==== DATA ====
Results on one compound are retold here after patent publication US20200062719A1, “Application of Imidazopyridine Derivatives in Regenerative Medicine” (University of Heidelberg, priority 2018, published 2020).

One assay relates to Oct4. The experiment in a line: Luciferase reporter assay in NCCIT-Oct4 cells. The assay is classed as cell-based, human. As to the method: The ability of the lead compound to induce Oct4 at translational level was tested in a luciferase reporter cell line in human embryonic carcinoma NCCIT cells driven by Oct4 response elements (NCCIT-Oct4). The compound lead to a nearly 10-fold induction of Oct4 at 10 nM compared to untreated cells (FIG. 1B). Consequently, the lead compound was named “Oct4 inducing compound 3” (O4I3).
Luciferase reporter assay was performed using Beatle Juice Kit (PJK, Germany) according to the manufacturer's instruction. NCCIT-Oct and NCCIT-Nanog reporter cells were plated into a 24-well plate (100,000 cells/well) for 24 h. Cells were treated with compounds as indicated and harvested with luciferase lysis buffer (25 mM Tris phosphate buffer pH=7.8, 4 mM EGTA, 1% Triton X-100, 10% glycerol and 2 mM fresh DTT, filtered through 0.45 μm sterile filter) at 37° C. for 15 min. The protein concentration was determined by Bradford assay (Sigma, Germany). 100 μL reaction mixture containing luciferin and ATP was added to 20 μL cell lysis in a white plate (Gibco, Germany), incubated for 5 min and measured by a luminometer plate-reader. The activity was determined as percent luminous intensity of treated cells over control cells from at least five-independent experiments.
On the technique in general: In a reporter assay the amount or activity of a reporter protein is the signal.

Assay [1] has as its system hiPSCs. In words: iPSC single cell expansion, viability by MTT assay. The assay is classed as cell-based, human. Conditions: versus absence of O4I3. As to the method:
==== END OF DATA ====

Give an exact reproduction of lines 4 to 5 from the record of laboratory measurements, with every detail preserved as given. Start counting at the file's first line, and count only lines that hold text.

On the technique in general: In a reporter assay the amount or activity of a reporter protein is the signal.

Assay [1] has as its system hiPSCs. In words: iPSC single cell expansion, viability by MTT assay. The assay is classed as cell-based, human. Conditions: versus absence of O4I3. As to the method: